What the company wants the company gets! Another contractor gets a ‘stranger things’ feeling, while another gets ‘referred’ for a second opinion. A reminder for all contractors on ‘reciprocity’ state by state…
Q: My company wanted me to ask whether a CSLB licensed Class “A” Engineering Contractor can obtain a classification as a Class “B” General Building Contractor without taking an exam, if the Class A Engineering Contractor has had more than 10 years of experience in design, remodeling, real estate, and general construction?
A: Thank you for contacting Capitol Services Inc. You cannot waive an exam based on experience, unless the classification you are adding is closely related to the classification you’ve held for years. Class “A” and Class “B” are not considered closely related so the Qualifying Individual would be required to take the trade exam for the General Building classification.
Q: Can a Responsible Managing Employee (RME) own a percentage of the business? I’m an employee of my company and I submitted an application stating I own 9% of the company and it was rejected. I received a letter stating that I needed to change my percentage of ownership to zero, which I feel strange doing being that I own 9%, but at the same time, I’m not an Officer.
A: You may internally have ownership as an employee, but in the CSLB’s “eyes”, an RME does not have any ownership in the company. So, for your application to be deemed acceptable as an RME, you will need to change your ownership to zero.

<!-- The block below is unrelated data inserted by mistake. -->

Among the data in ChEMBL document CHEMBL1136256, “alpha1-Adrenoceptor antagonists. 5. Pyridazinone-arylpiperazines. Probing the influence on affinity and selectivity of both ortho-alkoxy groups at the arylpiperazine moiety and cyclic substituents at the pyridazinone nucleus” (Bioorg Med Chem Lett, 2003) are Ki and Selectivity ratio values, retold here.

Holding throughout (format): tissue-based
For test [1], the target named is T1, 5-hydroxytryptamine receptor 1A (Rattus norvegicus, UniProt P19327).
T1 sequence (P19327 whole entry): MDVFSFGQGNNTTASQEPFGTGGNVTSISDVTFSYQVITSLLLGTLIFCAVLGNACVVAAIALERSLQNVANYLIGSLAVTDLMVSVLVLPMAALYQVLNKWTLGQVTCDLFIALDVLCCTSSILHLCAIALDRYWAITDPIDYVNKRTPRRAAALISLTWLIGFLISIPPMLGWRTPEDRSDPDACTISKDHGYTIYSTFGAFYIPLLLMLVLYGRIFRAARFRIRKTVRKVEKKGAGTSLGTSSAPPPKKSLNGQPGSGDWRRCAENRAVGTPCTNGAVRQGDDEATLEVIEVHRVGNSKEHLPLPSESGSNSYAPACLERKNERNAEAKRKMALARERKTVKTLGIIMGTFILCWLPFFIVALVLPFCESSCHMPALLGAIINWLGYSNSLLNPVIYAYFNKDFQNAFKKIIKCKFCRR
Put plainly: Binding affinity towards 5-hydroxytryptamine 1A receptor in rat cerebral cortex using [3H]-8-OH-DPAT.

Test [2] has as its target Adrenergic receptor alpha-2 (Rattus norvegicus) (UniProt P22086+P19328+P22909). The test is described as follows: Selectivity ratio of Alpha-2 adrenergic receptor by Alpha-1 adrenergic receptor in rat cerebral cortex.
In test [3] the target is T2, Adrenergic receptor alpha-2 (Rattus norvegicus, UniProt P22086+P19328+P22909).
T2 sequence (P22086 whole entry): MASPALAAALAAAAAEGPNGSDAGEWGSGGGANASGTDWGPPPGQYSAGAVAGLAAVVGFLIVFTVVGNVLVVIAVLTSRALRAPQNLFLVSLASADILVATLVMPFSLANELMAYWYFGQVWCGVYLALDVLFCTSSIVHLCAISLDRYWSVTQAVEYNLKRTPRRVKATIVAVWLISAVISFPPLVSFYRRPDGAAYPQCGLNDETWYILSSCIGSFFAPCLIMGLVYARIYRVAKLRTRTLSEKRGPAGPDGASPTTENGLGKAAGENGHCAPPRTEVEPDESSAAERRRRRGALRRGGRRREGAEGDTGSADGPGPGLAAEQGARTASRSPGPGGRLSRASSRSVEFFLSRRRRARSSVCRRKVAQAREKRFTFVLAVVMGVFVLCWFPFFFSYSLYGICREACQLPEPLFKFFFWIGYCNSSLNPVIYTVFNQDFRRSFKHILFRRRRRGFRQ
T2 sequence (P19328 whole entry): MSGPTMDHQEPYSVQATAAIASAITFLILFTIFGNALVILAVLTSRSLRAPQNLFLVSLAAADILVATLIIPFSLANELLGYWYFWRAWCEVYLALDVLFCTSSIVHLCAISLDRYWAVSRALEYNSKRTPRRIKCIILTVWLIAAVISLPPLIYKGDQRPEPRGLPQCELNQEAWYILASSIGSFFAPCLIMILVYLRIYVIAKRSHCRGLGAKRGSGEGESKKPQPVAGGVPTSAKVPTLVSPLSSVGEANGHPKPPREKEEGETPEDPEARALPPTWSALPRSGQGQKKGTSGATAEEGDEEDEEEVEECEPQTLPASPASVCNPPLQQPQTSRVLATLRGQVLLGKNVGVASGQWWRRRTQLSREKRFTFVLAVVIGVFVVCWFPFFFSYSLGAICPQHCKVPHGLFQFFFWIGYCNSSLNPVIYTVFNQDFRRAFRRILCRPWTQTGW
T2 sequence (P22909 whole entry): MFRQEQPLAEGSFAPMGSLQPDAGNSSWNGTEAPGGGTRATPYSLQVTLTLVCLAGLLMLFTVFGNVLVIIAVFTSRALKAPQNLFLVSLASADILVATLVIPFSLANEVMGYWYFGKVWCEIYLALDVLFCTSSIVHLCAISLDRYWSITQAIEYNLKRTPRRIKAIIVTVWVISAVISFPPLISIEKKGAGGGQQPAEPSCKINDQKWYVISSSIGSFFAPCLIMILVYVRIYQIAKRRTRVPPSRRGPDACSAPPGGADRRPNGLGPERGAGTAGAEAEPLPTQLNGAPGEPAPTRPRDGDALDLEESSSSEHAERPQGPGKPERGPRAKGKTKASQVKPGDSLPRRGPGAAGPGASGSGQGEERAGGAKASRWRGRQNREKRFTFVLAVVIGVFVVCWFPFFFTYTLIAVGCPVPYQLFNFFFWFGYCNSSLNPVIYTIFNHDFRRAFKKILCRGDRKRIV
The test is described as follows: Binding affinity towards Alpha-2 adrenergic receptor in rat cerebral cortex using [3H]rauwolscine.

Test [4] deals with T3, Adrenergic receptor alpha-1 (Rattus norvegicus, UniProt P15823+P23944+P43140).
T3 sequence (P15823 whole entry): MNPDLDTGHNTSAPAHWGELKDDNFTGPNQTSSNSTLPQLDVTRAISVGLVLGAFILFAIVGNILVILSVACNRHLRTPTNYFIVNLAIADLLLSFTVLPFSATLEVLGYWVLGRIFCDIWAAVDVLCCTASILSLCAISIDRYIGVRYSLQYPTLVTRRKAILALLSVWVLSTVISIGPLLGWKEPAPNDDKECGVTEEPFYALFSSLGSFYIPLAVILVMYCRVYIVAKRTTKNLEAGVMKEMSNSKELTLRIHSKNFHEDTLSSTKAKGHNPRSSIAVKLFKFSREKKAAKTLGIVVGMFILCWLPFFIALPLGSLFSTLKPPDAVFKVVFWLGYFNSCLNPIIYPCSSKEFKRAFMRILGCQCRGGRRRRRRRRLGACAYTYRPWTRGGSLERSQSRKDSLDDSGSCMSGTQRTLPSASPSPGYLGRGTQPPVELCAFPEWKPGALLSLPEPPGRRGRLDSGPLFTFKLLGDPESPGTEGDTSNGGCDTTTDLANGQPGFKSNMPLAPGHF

Q: I had a contracting business for over 30 years and I retired and sold the company to one of my employees. It’s been over five years since that transaction took place. Now I’m getting told that I owe money against a judgement because my name and information is on the original bond application paperwork as the indemnitor. Wouldn’t that have been transferred to the new owner upon purchase of the business?
A: You would think so, but I’m not so sure that is automatic. I would suggest contacting the bonding company who issued the original bond for this question.
Q: I am a CA contractor and I have a “B” (General Building) and a “C-39” (Roofing) license. One of my customers moved to Nevada and wants me to re-do his roof. I read online there is a reciprocal agreement between CA and NV. Does that mean I’m permitted to go there and replace his roof?
A: Nevada has a reciprocal agreement with California, Arizona, Louisiana, Alabama, Utah, Connecticut, Florida, Hawaii, New Mexico, North Carolina, South Carolina, Tennessee, and West Virginia. They also will permit you to apply for reciprocity based on passing the NASCLA exam. However,no, that does not mean that you can utilize your CA license to do work in NV automatically.
You need to go through the licensing process. The reciprocal agreement allows you to waive the trade exam if you’ve been licensed in one of those States actively for at least 4 years out of the last ten, and that you’ve passed the equivalent exam in that State. Let me know if you need assistance with the process we primarily assist contractors in CA, NV & AZ.